Research Papers

Parametric Study of Acoustic Excitation-Based Glycerol-Water Microsphere Fabrication in Single Nozzle Jetting

[+] Author and Article Information
C. Leigh Herran, Wei Wang

Department of Mechanical Engineering, Clemson University, Clemson, SC 29634

Yong Huang1

Department of Mechanical Engineering, Clemson University, Clemson, SC 29634yongh@clemson.edu

Vladimir Mironov, Roger Markwald

Department of Regenerative Medicine and Cell Biology, Medical University of South Carolina, Charleston, SC 29425


Corresponding author.

J. Manuf. Sci. Eng 132(5), 051001 (Sep 10, 2010) (7 pages) doi:10.1115/1.4002187 History: Received January 19, 2009; Revised June 21, 2010; Published September 10, 2010; Online September 10, 2010

Microspheres or droplets are increasingly finding various biomedical applications as drug microspheres and multicellular spheroids. Single nozzle-based continuous jetting with the help of acoustic excitation and/or carrier stream is a basic process for monodisperse microsphere fabrication. Precise control of microsphere size and size distribution in single nozzle jetting is still of great manufacturing interest. The objective of this study is to numerically model a glycerol-water microsphere fabrication process during acoustic excitation-based single nozzle continuous jetting. Using a volume of fluid method, this study has investigated the effects of material properties and fabrication conditions such as the acoustic excitation frequency and amplitude and the carrier stream velocity on the size of microspheres fabricated. (1) The microsphere diameter decreases as the glycerol volume percentage increases. (2) The excitation frequency and pressure have a pronounced effect on the microsphere size. The microsphere diameter decreases as the excitation frequency increases, and the microsphere diameter increases with the excitation pressure amplitude. (3) The microsphere size decreases as the carrier stream velocity increases.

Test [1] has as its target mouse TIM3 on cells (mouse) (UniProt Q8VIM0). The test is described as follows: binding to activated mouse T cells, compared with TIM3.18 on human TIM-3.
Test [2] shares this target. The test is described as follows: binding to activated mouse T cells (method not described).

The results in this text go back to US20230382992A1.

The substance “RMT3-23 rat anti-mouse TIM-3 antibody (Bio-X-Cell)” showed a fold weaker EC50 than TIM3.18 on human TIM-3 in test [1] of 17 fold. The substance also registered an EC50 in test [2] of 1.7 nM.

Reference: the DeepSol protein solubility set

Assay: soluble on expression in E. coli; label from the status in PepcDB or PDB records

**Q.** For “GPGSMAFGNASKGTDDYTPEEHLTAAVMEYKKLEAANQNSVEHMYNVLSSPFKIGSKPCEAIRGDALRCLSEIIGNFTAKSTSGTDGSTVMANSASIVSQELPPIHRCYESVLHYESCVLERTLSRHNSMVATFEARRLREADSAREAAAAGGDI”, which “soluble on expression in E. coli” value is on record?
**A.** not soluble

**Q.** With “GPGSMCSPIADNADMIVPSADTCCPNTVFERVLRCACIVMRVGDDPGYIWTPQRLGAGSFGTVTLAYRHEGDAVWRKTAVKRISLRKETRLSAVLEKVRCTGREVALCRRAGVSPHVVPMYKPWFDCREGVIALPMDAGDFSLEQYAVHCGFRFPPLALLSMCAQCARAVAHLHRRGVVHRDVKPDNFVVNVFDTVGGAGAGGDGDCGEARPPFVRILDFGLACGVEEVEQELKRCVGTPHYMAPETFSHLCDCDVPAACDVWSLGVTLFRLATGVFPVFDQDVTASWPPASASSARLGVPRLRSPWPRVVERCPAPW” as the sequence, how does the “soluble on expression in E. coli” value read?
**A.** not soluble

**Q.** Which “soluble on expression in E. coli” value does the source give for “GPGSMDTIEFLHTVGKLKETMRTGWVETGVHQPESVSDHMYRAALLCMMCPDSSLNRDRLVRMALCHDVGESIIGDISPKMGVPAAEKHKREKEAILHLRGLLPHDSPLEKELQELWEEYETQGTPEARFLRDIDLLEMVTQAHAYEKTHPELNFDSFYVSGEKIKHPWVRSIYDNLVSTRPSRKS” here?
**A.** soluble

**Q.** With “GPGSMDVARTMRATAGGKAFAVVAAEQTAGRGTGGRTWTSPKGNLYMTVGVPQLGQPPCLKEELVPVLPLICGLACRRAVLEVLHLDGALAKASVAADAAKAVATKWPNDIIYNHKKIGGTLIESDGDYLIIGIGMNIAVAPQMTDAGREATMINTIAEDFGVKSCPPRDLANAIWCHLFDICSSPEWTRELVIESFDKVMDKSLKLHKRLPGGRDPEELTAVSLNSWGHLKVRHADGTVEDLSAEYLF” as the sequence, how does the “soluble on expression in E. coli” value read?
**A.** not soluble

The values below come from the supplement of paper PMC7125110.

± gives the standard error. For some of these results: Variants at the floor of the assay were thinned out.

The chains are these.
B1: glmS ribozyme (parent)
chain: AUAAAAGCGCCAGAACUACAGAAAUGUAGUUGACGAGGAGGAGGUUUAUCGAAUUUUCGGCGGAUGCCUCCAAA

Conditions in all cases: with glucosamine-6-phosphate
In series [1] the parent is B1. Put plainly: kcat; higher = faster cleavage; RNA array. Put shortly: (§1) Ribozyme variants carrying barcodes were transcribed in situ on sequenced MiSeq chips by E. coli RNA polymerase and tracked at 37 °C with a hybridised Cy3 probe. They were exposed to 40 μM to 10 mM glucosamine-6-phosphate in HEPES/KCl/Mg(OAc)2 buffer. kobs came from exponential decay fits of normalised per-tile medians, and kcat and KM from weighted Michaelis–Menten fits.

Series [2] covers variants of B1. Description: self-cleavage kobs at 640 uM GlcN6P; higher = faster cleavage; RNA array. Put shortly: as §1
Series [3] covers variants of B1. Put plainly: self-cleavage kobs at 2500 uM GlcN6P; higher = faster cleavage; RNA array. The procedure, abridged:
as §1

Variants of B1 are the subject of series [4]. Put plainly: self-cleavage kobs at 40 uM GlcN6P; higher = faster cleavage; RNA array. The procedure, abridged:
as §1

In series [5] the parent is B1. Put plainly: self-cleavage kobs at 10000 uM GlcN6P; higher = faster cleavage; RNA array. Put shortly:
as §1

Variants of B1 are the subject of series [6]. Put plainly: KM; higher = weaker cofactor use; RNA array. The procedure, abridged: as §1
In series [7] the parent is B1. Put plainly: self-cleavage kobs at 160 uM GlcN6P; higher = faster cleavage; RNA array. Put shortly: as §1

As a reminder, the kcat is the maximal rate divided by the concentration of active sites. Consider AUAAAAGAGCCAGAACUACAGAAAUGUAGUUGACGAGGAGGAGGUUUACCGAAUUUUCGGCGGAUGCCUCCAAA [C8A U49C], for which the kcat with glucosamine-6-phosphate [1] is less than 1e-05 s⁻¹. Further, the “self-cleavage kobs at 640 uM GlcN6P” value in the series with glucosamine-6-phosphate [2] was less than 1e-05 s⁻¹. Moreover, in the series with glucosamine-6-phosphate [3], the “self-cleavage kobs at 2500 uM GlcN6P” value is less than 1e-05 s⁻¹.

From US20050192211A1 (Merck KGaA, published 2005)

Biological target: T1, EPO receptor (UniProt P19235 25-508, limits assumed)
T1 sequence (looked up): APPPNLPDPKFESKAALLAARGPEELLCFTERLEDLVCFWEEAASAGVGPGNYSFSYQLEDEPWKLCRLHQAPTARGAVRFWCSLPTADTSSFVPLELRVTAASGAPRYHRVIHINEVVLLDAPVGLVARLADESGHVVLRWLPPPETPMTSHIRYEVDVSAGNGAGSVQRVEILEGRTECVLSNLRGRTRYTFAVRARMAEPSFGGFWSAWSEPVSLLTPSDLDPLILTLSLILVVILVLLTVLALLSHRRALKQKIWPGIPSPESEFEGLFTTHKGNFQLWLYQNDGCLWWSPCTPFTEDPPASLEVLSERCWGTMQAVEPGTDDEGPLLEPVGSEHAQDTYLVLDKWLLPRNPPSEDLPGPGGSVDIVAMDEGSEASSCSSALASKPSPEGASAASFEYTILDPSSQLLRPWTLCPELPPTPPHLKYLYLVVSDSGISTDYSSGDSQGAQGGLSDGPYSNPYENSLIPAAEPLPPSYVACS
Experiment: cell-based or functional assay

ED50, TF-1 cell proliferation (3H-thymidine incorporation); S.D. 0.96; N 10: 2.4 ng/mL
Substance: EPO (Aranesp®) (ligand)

Copyright © 2010 by American Society of Mechanical Engineers
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Figure 1

Schematic of the microsphere fabrication process

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Figure 2

Schematic of computational setup

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Figure 3

Comparison of microsphere diameter predictions for different glycerol percentage solutions

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Figure 4

Microsphere diameter as a function of glycerol percentage

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Figure 5

Microsphere diameter as a function of excitation frequency

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Figure 6

Logarithmic relationship comparison of the microsphere diameter versus the reciprocal of excitation frequency

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Figure 7

Microsphere diameter versus the excitation pressure amplitude

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Figure 8

Microsphere diameter versus the carrier stream velocity



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